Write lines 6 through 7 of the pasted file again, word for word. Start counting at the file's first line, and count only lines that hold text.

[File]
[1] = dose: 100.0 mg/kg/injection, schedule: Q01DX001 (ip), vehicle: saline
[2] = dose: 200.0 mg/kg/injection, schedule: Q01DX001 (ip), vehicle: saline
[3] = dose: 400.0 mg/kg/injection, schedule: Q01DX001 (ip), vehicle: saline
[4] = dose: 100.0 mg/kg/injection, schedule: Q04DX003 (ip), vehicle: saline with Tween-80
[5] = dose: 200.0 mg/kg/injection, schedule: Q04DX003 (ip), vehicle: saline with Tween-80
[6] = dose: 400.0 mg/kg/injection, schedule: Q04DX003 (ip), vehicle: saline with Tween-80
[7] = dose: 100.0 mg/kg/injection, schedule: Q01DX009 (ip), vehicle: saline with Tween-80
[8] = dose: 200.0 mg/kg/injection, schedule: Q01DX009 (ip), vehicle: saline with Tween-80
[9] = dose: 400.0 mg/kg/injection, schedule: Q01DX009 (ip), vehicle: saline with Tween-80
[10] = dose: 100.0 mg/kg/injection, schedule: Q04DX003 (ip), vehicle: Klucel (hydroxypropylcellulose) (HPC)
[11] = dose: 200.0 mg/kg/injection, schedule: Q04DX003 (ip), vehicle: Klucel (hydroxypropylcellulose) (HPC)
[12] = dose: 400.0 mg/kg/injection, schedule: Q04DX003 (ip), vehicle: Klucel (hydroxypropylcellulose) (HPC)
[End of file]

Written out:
[6] = dose: 400.0 mg/kg/injection, schedule: Q04DX003 (ip), vehicle: saline with Tween-80
[7] = dose: 100.0 mg/kg/injection, schedule: Q01DX009 (ip), vehicle: saline with Tween-80